It’s no secret that American consumer debt levels keep rising year after year after year. According to creditcards.com , the total amount of revolving debt outstanding is at $870.4 billion in April, up from $861.6 in March and the average credit card debt held per US adult, excluding zero-balance and store cards, stands at $4,878. What is it about us that makes us want to keep spending and spending and spending until we are drowning in debt? Below is an exert from an excellent article that gives us a few reasons for our spending habits:
We’re economy-driven. “We are a consumerist society. In fact, it is a known fact that 70% of the US economy is driven by consumer spending. Our economy is built in such a way that it thrives in how much we spend – not how much we produce. Even if we have a high production rate, if no one buys them, that will not mean anything in our economy. Overall, the businesses thrive if we spend our money on them. So we work for these companies so we can buy the products that businesses produce. What we spend is what the business owners use to pay us our wages so we can buy some more. It is a cycle that moves because of consumer spending.
Debt as a measurement of an improving economy. In connection with the first reason, our consumer debt problem is made worse because we use our spending as a measurement of our economic success. According to the New York Times link that we mentioned at the beginning of this article, the willingness to borrow money to spend is an indication that households are confident about their personal economic conditions. The NYTimes.com article quoted an expert that said “In a steady state you would expect, in nominal terms, household debt to grow.” That simply means if we want our economy to be steady, we need to expect that our debt will really grow.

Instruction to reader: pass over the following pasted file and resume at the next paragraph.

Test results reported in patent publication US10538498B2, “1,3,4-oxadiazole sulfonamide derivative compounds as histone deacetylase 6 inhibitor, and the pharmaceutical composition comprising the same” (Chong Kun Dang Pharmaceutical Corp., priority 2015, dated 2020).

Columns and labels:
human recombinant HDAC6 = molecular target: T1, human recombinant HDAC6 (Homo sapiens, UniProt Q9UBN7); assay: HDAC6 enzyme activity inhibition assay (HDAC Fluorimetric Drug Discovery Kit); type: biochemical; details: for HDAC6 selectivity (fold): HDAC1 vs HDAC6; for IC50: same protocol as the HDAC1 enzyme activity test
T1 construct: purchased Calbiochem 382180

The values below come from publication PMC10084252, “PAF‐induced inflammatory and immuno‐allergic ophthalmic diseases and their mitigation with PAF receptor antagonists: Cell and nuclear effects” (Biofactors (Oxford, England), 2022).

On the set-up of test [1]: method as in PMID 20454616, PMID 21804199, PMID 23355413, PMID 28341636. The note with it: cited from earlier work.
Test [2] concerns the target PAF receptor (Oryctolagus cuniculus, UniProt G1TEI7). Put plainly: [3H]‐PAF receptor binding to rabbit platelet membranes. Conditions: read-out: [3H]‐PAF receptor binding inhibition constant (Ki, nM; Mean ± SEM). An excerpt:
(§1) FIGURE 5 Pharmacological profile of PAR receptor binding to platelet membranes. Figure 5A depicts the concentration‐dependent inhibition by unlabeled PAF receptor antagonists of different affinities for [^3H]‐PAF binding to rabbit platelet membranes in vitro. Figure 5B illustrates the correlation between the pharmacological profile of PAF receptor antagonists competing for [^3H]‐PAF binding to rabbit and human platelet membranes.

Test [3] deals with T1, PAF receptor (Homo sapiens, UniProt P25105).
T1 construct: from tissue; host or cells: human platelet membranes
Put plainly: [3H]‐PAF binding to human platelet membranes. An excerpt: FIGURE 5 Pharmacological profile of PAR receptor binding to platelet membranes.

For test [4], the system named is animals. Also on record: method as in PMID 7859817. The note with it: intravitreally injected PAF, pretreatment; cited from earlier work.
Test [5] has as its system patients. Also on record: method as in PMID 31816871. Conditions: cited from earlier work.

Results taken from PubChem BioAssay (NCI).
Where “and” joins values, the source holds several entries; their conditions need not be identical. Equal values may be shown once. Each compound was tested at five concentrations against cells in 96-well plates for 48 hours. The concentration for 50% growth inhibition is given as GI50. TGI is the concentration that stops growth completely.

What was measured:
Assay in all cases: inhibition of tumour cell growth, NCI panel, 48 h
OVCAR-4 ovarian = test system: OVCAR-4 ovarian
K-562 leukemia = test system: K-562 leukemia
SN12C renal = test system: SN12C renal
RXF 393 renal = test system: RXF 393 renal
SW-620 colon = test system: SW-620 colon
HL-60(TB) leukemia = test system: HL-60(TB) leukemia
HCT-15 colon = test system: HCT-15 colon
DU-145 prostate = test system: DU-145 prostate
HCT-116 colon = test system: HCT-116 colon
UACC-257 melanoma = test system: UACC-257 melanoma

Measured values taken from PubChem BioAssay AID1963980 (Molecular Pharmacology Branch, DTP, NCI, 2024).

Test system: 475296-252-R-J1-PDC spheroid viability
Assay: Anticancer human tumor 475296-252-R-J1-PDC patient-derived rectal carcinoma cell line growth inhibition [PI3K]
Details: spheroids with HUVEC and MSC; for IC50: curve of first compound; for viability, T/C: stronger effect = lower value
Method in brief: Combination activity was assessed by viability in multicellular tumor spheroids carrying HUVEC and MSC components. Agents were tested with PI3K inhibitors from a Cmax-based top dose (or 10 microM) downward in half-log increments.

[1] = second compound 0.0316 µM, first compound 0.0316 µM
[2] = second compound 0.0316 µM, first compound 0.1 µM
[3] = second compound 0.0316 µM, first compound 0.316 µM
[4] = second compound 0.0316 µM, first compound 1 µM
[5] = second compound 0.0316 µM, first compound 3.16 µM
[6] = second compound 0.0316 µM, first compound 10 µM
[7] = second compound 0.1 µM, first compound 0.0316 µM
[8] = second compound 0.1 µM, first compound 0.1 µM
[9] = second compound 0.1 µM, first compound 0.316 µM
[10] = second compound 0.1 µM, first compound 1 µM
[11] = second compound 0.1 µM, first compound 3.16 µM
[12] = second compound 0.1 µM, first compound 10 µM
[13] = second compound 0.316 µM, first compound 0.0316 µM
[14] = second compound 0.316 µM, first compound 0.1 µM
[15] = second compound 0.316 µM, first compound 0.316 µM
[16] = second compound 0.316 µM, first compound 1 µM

It’s a cultural thing. As sad as it may sound, Americans are culturally inclined to spend. If they want something, they spend on it instead of finding ways to work on it themselves. Some of us blame credit card debt on the purchasing tool itself. But if you think about it, the problem is not the card, but how we use it. An article published on CNBC.com revealed that other countries does not react to credit cards in the same way as we do. France, Germany and other countries in Europe do not have as much credit card debt as we have – and they have more savings than we do too. We all have access to the same purchasing tools but Americans are culturally inclined to be in debt just to get the things that we want. We do not prioritize savings as much as we should and the lack of emergency fund actually leaves us in a more vulnerable position in the future. One emergency that is beyond our budget can put us in debt.”
For the complete article, visit nationaldebtrelief.com
The last point is what troubles me the most….it’s a cultural thing. And where does this culture come from? Who is responsible for it? I don’t believe in conspiracy theories when it comes to this topic, I only feel as if this is the natural flow of our economic system and our psyche. For us to curb the rise of consumer debt and prevent the eventual destruction of our society, we have to change both the system and our psyche. Does anyone have any suggestions? I’m all eyes…